He also cruised by areas with known chop shops.

“They would have a dozen bikes in all different forms of dismemberment but none of them were mine,” Eaton said.

A couple of weeks after he reported it stolen, Eaton was surprised when police told him his bike had been recovered from a crime scene. It was damaged and would cost a few hundred dollars to fix, Eaton said.

Johnson, who supervises the Neighborhood Anti-Crime Team and Outreach, said Bellingham Police will join a program called 529 Garage – an online bike registry that aims to thwart online sales of stolen bikes – to encourage people to register their bikes and to give police easy access to owner information.

Bike Theft 1
Stolen and unclaimed bicycles fill a storage container at the Bellingham Police Department on Tuesday, Aug. 1. An average of of 325 bicycles are stolen in the city each year. Evan Abell eabell@bhamherald.com

The state and national databases police now use doesn’t allow them to access ownership information, including how to contact the owner, if a bike hasn’t been reported stolen.

The 529 Garage program would allow police to use its app to pull up a picture of the bicycle and its owner, along with the serial number and contact information for the owner, regardless of whether it’s been reported stolen.

“I think we could make more arrests and recover more bikes with that tool for sure, with the ultimate goal being deterring future bike theft,” Johnson said.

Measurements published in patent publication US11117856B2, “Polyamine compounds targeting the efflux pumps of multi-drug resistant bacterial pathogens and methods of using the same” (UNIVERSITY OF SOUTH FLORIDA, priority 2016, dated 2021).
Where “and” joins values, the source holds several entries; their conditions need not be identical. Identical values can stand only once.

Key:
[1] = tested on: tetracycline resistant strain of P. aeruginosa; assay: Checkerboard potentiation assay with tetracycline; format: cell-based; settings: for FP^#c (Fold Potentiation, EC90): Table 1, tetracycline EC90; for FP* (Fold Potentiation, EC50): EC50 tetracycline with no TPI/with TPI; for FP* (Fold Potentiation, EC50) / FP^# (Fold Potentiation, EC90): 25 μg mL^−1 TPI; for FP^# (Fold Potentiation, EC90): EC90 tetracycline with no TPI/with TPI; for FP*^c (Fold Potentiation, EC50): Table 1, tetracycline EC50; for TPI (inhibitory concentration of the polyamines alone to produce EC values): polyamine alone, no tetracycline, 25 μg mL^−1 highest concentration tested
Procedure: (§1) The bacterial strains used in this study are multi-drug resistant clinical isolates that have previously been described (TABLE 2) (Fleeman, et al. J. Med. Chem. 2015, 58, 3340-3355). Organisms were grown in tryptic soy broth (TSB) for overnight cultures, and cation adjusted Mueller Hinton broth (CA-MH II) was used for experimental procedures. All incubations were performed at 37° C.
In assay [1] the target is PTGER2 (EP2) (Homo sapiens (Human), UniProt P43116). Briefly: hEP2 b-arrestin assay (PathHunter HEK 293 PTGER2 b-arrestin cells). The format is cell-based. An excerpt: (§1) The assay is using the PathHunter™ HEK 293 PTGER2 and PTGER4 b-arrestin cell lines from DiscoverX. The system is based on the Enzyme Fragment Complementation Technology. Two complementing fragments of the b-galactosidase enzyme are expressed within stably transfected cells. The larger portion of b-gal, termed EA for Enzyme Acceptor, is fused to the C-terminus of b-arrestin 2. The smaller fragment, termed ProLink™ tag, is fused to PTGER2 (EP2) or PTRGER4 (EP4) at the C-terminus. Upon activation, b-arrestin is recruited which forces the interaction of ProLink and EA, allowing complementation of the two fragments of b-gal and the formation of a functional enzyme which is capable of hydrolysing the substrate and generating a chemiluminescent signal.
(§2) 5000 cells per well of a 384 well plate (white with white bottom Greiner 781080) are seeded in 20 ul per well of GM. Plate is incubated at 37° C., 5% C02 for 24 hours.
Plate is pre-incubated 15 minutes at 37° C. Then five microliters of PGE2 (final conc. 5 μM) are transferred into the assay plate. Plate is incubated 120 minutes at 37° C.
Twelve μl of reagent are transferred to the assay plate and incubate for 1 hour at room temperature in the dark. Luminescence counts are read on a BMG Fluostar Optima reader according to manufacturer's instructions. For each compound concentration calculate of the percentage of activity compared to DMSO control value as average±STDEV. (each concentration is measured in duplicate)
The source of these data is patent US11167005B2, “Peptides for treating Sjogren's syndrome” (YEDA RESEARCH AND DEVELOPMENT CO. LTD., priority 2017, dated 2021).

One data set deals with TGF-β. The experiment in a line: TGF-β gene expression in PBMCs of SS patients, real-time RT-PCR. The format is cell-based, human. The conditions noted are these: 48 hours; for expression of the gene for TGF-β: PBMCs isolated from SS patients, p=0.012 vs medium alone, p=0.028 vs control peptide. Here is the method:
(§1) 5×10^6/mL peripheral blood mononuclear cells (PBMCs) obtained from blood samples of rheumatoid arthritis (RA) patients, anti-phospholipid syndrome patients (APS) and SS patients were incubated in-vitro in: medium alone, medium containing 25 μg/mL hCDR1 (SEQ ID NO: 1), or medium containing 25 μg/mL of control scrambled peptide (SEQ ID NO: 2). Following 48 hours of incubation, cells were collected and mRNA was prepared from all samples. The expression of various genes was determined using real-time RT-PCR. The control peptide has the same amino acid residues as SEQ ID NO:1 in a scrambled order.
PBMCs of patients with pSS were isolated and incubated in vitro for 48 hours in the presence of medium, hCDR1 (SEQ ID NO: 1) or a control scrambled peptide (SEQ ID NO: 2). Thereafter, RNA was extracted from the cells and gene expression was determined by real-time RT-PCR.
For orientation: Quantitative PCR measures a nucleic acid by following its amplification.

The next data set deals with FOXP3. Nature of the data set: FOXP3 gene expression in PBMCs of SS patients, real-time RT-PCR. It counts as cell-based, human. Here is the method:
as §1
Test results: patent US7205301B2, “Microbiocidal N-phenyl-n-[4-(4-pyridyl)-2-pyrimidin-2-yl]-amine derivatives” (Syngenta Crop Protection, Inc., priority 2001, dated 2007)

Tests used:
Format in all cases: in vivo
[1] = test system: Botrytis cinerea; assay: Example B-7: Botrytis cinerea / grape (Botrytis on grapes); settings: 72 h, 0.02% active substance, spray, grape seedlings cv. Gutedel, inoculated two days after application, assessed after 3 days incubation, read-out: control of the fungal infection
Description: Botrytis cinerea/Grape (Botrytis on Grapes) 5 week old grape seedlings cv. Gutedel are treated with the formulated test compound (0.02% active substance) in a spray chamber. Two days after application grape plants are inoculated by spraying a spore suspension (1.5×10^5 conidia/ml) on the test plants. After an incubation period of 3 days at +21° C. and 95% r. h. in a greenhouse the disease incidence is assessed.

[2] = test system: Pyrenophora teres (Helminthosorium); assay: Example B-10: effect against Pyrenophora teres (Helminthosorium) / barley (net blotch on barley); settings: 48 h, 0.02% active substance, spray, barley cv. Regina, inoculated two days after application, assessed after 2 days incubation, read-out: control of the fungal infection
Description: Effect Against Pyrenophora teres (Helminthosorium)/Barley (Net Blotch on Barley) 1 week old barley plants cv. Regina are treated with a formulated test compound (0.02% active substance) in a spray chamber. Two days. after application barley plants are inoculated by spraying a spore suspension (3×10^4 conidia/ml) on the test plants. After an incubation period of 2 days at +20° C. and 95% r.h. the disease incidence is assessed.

Here’s what Johnson said people should do to prevent bike theft or increase the chances of your stolen bike being returned to you:

▪ Know your bicycle’s serial number. Write it down or take a photo of it for your records. It’s a key piece of information to get your bicycle back.

▪ Go a step further by registering it online at 529 Garage. Registration is free, or people can buy a hard-to-remove decal for $10. Bellingham police also are planning registration events in the coming months.

▪ Don’t leave your bike unlocked on a balcony, in a common area or the back of your truck. If you’re going to just run into the store for a minute, it might not be there when you get back.

▪ Lock your bicycle to something solid. A U-bolt bike lock is better than a cable lock, which is easy to dismantle with bolt cutters.

Kie Relyea: 360-715-2234, @kierelyea

Look for your stuff

Because Bellingham Police don’t have enough people to track stolen items being sold online, they recommend people search the following websites for their stuff:

▪ dw-search.com, which allows searches on multiple sites at once.

▪ Craigslist.org

▪ Offerup.com

▪ Listitlocal.com

▪ LetGo.com

▪ eBay.com

If you find your property, police want you call 911, provide your case number and ask to speak with an officer.

People also post alerts and information to Facebook pages: Bellingham’s Stolen Bikes and Gear and PNW Lost/Stolen Bikes.

“You’re going to recognize your property better than we will on a website,” Bellingham police Sgt. Keith Johnson said.